LiteScope™

Scanning Probe Microscope designed for easy integration into the Electron Microscopes. The combination of complementary SPM and SEM techniques enables to use the advantages of both commonly used microscopy techniques.

MA-B00-000.EA2

Imaging modes

The LiteScope™ provides and supports a wide spectrum of SPM measurement methods and probes.

The cornerstone and most valuable technical feature of its design is the universal probe holder enabling very easy “Plug & Play” installation of different probes.

NenoVision LiteScope SEM2

Methods and relevant probes supported by LiteScope™

  Akiyama probes Tuning fork based probes PRS/A* Pt/Ir wire
STM (Scanning Tunneling Microscopy)
 
 
 
 
AFM – Contact Mode
 
 
 
 
AFM – Tapping Mode
 
 
 
 
AFM – Conductive Mode
 
 
 
 
MFM (Magnetic Force Microscopy)
 
 
 
 
KPFM (Kelvin Probe Force Microscopy)
 
 
 
 
EFM (Electrostatic Force Microscopy)
 
 
 
 
FMM (Force Modulation Mode)
 
 
 
 
Local voltage measurement
 
 
 
 
Local current measurement
 
 
 
 

* Piezo-Resistive Sensing / Active (PRSA) probes

Atomic-Force Microscopy

Contact Mode
In contact mode, the tip is "dragged" across the surface of the sample and the contours of the surface are measured either using the deflection of the cantilever directly or, more commonly, using the feedback signal required to keep the cantilever at a constant deflection.

Tapping Mode
In tapping mode, the probe is driven to oscillate vertically at or near its resonance frequency. This oscillation is achieved by the piezoelectric properties of the probe (tuning fork), integrated heater element (PRSA) or a small piezo element in the cantilever holder (PRS). The amplitude of this oscillation usually varies from several nm to 200 nm.

Conductive Mode
(C-AFM) is a variation of atomic force microscopy (AFM) which, simultaneously to topography measures the electrical current to construct the map of conductivity of the studied sample. The current is flowing through the metal-coated tip of the microscope and the conducting sample.

Electrostatic Force Microscopy

EFM is a type of dynamic non-contact atomic force microscopy where the electrostatic force is probed. This force arises due to the attraction or repulsion of separated charges. It is a long-range force and can be detected 100 nm or more from the sample.

Local voltage / current measurement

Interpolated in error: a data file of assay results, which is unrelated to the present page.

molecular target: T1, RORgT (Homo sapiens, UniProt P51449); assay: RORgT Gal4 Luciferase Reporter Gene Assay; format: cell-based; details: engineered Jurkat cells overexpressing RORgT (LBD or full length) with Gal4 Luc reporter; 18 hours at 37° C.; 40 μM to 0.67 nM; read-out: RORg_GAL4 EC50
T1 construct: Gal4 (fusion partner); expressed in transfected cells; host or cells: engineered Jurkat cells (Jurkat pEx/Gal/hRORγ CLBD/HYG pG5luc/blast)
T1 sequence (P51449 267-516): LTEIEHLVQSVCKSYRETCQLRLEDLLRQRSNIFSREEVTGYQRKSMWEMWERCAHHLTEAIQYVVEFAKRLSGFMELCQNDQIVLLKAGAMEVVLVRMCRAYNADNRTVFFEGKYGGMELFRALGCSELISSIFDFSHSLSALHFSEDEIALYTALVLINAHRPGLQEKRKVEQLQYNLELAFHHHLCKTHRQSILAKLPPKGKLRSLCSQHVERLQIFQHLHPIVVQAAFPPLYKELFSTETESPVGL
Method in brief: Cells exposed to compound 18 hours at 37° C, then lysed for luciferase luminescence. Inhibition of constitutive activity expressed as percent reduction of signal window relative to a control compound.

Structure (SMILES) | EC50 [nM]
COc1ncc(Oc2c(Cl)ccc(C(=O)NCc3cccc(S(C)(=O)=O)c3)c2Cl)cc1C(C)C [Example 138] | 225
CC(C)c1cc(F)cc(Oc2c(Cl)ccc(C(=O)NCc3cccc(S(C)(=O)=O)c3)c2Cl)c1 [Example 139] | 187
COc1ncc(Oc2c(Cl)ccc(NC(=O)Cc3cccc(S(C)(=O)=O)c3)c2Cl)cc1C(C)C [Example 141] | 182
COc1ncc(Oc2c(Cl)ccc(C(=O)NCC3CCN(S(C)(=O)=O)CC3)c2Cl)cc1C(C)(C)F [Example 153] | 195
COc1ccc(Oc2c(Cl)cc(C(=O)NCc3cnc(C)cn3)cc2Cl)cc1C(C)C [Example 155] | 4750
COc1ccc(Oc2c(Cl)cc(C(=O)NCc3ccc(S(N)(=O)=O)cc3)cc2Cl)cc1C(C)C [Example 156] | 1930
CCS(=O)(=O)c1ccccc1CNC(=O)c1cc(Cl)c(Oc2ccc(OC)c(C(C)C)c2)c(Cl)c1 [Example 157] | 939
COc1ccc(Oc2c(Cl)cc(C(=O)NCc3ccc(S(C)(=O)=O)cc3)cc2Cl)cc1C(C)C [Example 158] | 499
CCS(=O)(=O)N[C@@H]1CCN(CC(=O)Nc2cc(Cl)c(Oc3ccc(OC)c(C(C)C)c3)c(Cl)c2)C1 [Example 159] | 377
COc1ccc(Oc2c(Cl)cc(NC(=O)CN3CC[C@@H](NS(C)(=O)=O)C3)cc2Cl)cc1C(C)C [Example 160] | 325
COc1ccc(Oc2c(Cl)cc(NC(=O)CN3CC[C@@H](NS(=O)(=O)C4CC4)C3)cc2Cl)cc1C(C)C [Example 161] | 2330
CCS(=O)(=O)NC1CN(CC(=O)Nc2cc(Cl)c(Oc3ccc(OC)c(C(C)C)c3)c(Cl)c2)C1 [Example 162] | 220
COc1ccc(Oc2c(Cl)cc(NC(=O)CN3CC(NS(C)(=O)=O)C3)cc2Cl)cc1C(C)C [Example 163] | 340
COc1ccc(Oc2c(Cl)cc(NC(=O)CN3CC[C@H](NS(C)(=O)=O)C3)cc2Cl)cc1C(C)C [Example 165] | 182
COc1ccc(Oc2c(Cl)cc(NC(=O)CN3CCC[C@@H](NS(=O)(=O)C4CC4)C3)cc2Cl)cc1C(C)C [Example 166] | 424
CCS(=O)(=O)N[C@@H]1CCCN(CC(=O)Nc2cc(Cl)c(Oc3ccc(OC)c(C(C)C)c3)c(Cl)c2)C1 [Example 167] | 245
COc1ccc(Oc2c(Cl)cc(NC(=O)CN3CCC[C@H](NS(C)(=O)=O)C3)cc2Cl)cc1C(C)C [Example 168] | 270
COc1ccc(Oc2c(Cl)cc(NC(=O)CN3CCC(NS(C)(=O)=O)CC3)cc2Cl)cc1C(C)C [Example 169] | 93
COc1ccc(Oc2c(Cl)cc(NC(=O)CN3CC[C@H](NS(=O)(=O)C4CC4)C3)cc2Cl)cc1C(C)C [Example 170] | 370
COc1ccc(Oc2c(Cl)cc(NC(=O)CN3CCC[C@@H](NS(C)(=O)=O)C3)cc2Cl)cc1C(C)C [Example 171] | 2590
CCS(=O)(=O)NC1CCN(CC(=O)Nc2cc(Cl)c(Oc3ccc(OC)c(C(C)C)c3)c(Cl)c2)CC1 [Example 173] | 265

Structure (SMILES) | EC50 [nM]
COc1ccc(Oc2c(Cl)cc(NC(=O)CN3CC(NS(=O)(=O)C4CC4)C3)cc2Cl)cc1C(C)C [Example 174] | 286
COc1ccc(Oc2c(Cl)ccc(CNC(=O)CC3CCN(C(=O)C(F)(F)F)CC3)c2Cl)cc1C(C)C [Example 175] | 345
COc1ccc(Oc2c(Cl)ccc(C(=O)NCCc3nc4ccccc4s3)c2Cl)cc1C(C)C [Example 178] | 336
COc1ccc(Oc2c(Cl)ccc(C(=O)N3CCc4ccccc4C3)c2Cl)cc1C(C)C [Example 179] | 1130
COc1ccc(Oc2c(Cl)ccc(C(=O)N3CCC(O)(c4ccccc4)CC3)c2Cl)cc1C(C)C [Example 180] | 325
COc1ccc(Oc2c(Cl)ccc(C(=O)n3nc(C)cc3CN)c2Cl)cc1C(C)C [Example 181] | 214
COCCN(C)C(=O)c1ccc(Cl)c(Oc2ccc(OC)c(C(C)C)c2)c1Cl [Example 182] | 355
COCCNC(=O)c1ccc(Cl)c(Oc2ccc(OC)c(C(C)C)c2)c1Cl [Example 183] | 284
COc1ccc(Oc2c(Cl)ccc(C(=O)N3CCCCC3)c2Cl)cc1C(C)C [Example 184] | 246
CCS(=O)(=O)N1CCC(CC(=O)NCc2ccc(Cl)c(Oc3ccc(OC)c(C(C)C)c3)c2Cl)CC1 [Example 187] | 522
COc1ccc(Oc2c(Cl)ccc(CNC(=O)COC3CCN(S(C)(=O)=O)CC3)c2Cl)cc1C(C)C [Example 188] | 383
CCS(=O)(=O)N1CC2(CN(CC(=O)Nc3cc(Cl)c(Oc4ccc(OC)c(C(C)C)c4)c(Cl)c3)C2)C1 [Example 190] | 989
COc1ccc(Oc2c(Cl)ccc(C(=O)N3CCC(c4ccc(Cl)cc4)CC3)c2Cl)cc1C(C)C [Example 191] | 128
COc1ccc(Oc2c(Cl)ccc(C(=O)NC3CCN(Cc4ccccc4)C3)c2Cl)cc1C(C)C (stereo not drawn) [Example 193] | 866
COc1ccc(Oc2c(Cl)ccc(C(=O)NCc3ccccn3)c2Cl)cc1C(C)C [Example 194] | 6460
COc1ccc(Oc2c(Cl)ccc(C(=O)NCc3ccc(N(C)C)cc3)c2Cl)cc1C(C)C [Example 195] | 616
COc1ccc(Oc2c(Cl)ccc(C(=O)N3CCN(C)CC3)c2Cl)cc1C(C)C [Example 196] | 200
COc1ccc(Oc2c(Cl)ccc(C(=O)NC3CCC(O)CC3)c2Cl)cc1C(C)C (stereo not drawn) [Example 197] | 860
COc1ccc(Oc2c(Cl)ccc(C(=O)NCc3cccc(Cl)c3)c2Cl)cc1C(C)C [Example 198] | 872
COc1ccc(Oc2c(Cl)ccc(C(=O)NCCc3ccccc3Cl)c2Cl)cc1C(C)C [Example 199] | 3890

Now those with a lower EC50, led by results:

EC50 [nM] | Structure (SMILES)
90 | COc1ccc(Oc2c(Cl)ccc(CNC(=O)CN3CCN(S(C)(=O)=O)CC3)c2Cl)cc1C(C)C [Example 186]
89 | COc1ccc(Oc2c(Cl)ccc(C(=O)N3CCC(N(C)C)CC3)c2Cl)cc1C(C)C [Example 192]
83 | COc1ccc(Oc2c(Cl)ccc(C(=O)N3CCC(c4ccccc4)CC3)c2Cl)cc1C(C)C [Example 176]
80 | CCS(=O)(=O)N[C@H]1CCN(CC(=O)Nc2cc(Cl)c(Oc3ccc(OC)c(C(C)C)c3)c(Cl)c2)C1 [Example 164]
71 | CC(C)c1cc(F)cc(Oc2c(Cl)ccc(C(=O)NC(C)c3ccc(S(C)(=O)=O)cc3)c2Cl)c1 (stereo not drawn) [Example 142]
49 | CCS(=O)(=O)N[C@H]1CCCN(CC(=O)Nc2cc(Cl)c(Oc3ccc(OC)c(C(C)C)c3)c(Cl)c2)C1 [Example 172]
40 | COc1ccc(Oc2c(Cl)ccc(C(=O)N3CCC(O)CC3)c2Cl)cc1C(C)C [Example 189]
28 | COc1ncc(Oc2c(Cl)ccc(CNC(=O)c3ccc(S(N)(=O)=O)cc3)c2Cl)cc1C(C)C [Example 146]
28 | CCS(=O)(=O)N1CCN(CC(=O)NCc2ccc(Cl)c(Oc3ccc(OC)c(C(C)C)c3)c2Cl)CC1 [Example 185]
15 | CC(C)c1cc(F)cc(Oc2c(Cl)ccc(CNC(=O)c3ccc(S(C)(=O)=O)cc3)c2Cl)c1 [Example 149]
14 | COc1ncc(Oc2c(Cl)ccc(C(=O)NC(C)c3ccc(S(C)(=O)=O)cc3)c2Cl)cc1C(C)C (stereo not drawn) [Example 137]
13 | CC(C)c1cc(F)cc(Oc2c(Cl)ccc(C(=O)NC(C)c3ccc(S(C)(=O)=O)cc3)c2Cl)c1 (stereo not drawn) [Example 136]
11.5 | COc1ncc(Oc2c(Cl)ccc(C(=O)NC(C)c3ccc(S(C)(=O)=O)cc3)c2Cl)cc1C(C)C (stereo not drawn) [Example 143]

LiteScopeTM could be used also as a standalone nanomanipulator. Metallic tip is sticked in the sample at desired position and the local voltage / current is measured. This mode is not a microscopy technique but could be used to measure e.g. electron beam induced currents etc.

Force Modulation Microscopy

FMM is an extension of AFM imaging that operates in Contact mode and is used to detect variations in the mechanical properties of the sample surface such as elasticity or adhesion.

In FMM mode, the AFM tip scans in contact with the sample surface and the Z-feedback loop maintains a constant cantilever deflection as in constant-force mode AFM.

Kelvin Probe Force Microscope

KPFM is a scanning probe method where the local contact potential difference of a probe tip and a surface can be measured using the same principle as a macroscopic Kelvin probe. The cantilever in the AFM is a reference electrode that forms a capacitor with the surface, over which it is scanned laterally at a constant separation. The cantilever is not externally driven at its mechanical resonance frequency ω0 as in normal AFM although an alternating voltage is applied between the tip and the surface at this frequency.

Magnetic Force Microscopy

The MFM is a mode of atomic force microscope, where a sharp magnetized tip scans a magnetic sample; the tip-sample magnetic interactions are detected and used to reconstruct the magnetic structure of the sample surface.

Many kinds of magnetic interactions are measured by MFM, including magnetic dipole–dipole interaction, magnetic domain walls, magnetic vortices etc. MFM scanning often uses non-contact AFM (NC-AFM) mode.

Scanning Tunneling Microscopy

The STM is a technique for imaging conductive surfaces at the atomic level. The STM can be used not only in ultra-high vacuum but also in air, water, and various other liquid or gas ambients, and at temperatures ranging from near zero kelvin to a few hundred degrees Celsius.